CAPTAIN
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Doubtfull it stood,Doubtful it stood,Mac I.ii.7.2
As two spent Swimmers, that doe cling together,As two spent swimmers, that do cling togetherMac I.ii.8
And choake their Art: The mercilesse MacdonwaldAnd choke their art. The merciless Macdonwald –Mac I.ii.9
(Worthie to be a Rebell, for to thatWorthy to be a rebel, for to thatMac I.ii.10
The multiplying Villanies of NatureThe multiplying villainies of natureMac I.ii.11
Doe swarme vpon him) from the Westerne IslesDo swarm upon him – from the Western IslesMac I.ii.12
Of Kernes and Gallowgrosses is supply'd,Of kerns and gallowglasses is supplied,Mac I.ii.13
And Fortune on his damned Quarry smiling,And fortune on his damned quarrel smilingMac I.ii.14
Shew'd like a Rebells Whore: but all's too weake:Showed like a rebel's whore. But all's too weak:Mac I.ii.15
For braue Macbeth (well hee deserues that Name)For brave Macbeth – well he deserves that name –Mac I.ii.16
Disdayning Fortune, with his brandisht Steele,Disdaining fortune, with his brandished steel,Mac I.ii.17
Which smoak'd with bloody executionWhich smoked with bloody execution,Mac I.ii.18
(Like Valours Minion) caru'd out his passage,Like valour's minion carved out his passageMac I.ii.19
Till hee fac'd the Slaue:Till he faced the slave –Mac I.ii.20
Which neu'r shooke hands, nor bad farwell to him,Which ne'er shook hands nor bade farewell to himMac I.ii.21
Till he vnseam'd him from the Naue toth' Chops,Till he unseamed him from the nave to the chops,Mac I.ii.22
And fix'd his Head vpon our Battlements.And fixed his head upon our battlements.Mac I.ii.23
As whence the Sunne 'gins his reflection,As, whence the sun 'gins his reflection,Mac I.ii.25
Shipwracking Stormes, and direfull Thunders:Shipwracking storms and direful thunders;Mac I.ii.26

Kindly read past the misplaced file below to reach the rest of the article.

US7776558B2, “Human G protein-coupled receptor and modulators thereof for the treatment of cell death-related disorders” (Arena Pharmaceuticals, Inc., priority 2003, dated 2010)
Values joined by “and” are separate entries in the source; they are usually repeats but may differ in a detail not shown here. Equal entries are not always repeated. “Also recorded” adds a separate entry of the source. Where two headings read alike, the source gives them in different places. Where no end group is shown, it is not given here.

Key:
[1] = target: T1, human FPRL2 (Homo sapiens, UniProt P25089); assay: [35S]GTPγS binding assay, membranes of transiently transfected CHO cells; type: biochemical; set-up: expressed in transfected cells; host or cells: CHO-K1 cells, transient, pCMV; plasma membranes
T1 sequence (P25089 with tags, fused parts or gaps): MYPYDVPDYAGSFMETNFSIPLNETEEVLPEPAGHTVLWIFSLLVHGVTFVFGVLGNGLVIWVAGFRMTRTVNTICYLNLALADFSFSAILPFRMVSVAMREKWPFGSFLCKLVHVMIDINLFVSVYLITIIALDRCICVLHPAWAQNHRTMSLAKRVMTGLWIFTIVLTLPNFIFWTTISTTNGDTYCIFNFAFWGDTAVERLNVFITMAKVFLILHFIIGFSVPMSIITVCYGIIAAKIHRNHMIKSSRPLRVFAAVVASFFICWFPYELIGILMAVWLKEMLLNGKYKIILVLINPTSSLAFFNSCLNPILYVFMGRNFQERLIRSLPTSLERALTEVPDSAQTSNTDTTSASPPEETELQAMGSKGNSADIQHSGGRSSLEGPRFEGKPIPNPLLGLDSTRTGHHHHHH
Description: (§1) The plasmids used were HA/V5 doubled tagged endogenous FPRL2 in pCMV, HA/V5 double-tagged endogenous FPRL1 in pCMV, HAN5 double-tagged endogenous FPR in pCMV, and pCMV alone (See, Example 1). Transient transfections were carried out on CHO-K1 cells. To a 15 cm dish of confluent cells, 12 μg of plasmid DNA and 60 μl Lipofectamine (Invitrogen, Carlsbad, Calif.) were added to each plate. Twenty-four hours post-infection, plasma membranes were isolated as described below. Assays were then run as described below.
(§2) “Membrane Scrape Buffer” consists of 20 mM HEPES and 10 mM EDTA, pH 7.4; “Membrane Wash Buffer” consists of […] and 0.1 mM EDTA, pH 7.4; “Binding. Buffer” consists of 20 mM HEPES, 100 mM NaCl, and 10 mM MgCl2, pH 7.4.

So from that Spring, whence comfort seem'd to come,So, from that spring whence comfort seemed to come,Mac I.ii.27
Discomfort swells: Marke King of Scotland, marke,Discomfort swells. Mark, King of Scotland, mark!Mac I.ii.28
No sooner Iustice had, with Valour arm'd,No sooner justice had, with valour armed,Mac I.ii.29
Compell'd these skipping Kernes to trust their heeles,Compelled these skipping kerns to trust their heelsMac I.ii.30
But the Norweyan Lord, surueying vantage,But the Norweyan lord, surveying vantage,Mac I.ii.31
With furbusht Armes, and new supplyes of men,With furbished arms and new supplies of men,Mac I.ii.32
Began a fresh assault.Began a fresh assault.Mac I.ii.33.1
Yes,Yes –Mac I.ii.34.2
as Sparrowes, Eagles; / Or the Hare, the Lyon:As sparrows, eagles, or the hare, the lion.Mac I.ii.35
If I say sooth, I must report they wereIf I say sooth I must report they wereMac I.ii.36
As Cannons ouer-charg'd with double Cracks,As cannons overcharged with double cracks;Mac I.ii.37
So theySo theyMac I.ii.38
doubly redoubled stroakes vpon the Foe:Doubly redoubled strokes upon the foe.Mac I.ii.39
Except they meant to bathe in reeking Wounds,Except they meant to bathe in reeking woundsMac I.ii.40
Or memorize another Golgotha,Or memorize another Golgotha,Mac I.ii.41
I cannot tell:I cannot tell.Mac I.ii.42
but I am faint, My Gashes cry for helpe.– But I am faint; my gashes cry for help.Mac I.ii.43
SHAKESPEARE'S WORDS © 2018 DAVID CRYSTAL & BEN CRYSTAL